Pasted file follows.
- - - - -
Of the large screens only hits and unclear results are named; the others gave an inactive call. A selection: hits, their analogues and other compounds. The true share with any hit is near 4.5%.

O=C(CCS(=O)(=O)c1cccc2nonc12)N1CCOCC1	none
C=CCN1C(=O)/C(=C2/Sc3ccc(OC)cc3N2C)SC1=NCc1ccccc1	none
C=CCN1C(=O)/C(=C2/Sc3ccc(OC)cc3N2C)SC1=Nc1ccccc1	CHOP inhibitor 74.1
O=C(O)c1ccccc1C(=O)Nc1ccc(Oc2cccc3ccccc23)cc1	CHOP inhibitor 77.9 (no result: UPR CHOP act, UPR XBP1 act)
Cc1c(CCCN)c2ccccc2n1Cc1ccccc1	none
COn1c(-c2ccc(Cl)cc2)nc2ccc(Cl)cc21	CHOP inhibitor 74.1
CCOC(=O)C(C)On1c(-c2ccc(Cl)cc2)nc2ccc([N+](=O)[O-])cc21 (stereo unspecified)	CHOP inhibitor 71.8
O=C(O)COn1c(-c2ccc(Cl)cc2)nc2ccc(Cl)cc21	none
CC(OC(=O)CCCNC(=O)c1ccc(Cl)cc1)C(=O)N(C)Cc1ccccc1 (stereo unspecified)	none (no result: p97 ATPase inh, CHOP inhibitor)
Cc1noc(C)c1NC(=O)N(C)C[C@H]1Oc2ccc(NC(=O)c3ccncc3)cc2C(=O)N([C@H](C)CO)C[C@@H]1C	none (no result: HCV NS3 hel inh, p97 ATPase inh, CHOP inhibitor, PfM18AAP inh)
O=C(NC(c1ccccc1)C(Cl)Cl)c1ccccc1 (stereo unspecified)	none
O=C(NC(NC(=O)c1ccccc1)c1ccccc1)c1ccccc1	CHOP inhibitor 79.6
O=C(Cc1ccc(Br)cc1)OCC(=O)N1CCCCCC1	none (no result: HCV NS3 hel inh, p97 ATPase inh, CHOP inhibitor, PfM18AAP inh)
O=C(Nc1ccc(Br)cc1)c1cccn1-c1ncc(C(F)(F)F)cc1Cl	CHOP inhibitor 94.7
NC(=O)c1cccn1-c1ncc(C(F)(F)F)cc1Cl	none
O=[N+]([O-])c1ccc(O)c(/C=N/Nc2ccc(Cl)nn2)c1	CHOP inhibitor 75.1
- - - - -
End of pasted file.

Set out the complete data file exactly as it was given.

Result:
Of the large screens only hits and unclear results are named; the others gave an inactive call. A selection: hits, their analogues and other compounds. The true share with any hit is near 4.5%.

O=C(CCS(=O)(=O)c1cccc2nonc12)N1CCOCC1	none
C=CCN1C(=O)/C(=C2/Sc3ccc(OC)cc3N2C)SC1=NCc1ccccc1	none
C=CCN1C(=O)/C(=C2/Sc3ccc(OC)cc3N2C)SC1=Nc1ccccc1	CHOP inhibitor 74.1
O=C(O)c1ccccc1C(=O)Nc1ccc(Oc2cccc3ccccc23)cc1	CHOP inhibitor 77.9 (no result: UPR CHOP act, UPR XBP1 act)
Cc1c(CCCN)c2ccccc2n1Cc1ccccc1	none
COn1c(-c2ccc(Cl)cc2)nc2ccc(Cl)cc21	CHOP inhibitor 74.1
CCOC(=O)C(C)On1c(-c2ccc(Cl)cc2)nc2ccc([N+](=O)[O-])cc21 (stereo unspecified)	CHOP inhibitor 71.8
O=C(O)COn1c(-c2ccc(Cl)cc2)nc2ccc(Cl)cc21	none
CC(OC(=O)CCCNC(=O)c1ccc(Cl)cc1)C(=O)N(C)Cc1ccccc1 (stereo unspecified)	none (no result: p97 ATPase inh, CHOP inhibitor)
Cc1noc(C)c1NC(=O)N(C)C[C@H]1Oc2ccc(NC(=O)c3ccncc3)cc2C(=O)N([C@H](C)CO)C[C@@H]1C	none (no result: HCV NS3 hel inh, p97 ATPase inh, CHOP inhibitor, PfM18AAP inh)
O=C(NC(c1ccccc1)C(Cl)Cl)c1ccccc1 (stereo unspecified)	none
O=C(NC(NC(=O)c1ccccc1)c1ccccc1)c1ccccc1	CHOP inhibitor 79.6
O=C(Cc1ccc(Br)cc1)OCC(=O)N1CCCCCC1	none (no result: HCV NS3 hel inh, p97 ATPase inh, CHOP inhibitor, PfM18AAP inh)
O=C(Nc1ccc(Br)cc1)c1cccn1-c1ncc(C(F)(F)F)cc1Cl	CHOP inhibitor 94.7
NC(=O)c1cccn1-c1ncc(C(F)(F)F)cc1Cl	none
O=[N+]([O-])c1ccc(O)c(/C=N/Nc2ccc(Cl)nn2)c1	CHOP inhibitor 75.1